Nadler Backtracks: NSA Does Need Court Order

Nadler Backtracks: NSA Does Need Court Order

It turns out that the surveillance of Americans may be even more dangerous and unsupervised than had been heretofore acknowledged- but the powers that be aren’t willing to admit it. The National Security Agency (NSA) admitted in a secret briefing that its analysts can decide to listen to Americans’ phone calls without legal authorization. 

Rep. Jerrold Nadler, a New York Democrat, revealed that during the briefing to members of Congress, the NSA allowed that phone calls could be monitored “simply based on an analyst deciding that.” This means low-ranking analysts may be listening to Americans willy-nilly.

Yet Nadler has now changed his tune. After an exchange with FBI director Robert Mueller, who denied that the NSA had free rein without the permission of the court, Nadler intoned, “I am pleased that the administration has reiterated that, as I have always believed, the NSA cannot listen to the content of Americans’ phone calls without a specific warrant.”

During a House Judiciary hearing, FBI director Robert Mueller had claimed that the government would need “a special, a particularized order from the FISA court directed at that particular phone of that particular individual” to monitor a phone call. Nadler had asked, “Is information about that procedure “classified in any way?” Mueller answered, “I don’t think so.”

Nadlerhad leaped on that denial, saying, “Then I can say the following. We heard precisely the opposite at the briefing the other day. We heard precisely that you could get the specific information from that telephone simply based on an analyst deciding that…In other words, what you just said is incorrect. So there’s a conflict.”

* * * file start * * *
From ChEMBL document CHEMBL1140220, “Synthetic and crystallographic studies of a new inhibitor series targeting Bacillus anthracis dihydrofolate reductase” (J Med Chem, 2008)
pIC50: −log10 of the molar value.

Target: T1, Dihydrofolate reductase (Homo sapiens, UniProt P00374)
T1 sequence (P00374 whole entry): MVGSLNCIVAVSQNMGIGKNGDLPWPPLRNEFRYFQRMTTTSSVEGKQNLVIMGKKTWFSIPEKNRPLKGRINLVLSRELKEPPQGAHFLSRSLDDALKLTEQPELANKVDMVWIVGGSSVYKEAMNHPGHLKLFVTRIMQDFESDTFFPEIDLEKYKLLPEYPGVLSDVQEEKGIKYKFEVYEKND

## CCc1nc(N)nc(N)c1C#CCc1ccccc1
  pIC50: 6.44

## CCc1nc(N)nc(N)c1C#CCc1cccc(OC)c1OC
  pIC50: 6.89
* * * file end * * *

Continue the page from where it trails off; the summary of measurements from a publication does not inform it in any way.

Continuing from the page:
The laws at issue applying to phone calls also apply to e-mail messages, text messages, and instant messages, making the entire filed of communications vulnerable to the analysts at the NSA. Edward Snowden, the former NSA analyst who leaked classified information, had alleged that from Hawaii he “wiretap anyone from you or your accountant to a federal judge to even the president.”

The public has already learned that the NSA had the capability to monitor all lines of communications. Wired reported last year that the NSA has established “listening posts” which enable them to collect information, including the content of the calls, from billions of phone calls “whether they originate within the country or overseas.”

William Binney, who helped to modernize the NSA’s worldwide eavesdropping network, admitted that at least 500,000 to 1 million people are being monitored by the NSA: “They look through these phone numbers and they target those and that’s what they record.”

An AT&T technician, Mark Klein, explained in 2006 that he saw information “diverted” through a “splitter cabinet” to secure room 641A in one of the company’s San Francisco facilities, which was open only to NSA-cleared technicians. AT&T and other telecommunications companies that permit their lines to be tapped are clear from being tried in court. Congress passed a series of amendments to FISA in 2008 that left them free from prosecution. The amendments state that the attorney general and director of national intelligence can authorize surveillance without the Foreign Intelligence Surveillance Court approval.

But one proviso of the law was that the NSA could not “intentionally target any person known at the time of acquisition to be located in the United States.” The NSA apparently circumvented that by assuming that by sweeping up all information domestically, the gathering of information was not intended to “target” a specific American.

Former FBI counterterrorism agent Tim Clemente has said that in national security investigations, the FBI can monitor a previously made telephone call. He said, apparently referencing the NSA, “All of that stuff is being captured as we speak whether we know it or like it or not,” adding later, “thanks to the intelligence community, there’s a way to look at digital communications in the past.”

NSA Director Keith Alexander has protested his agency’s innocence, stating, “They do this lawfully. They take compliance oversight, protecting civil liberties and privacy and the security of this nation to their heart every day.”


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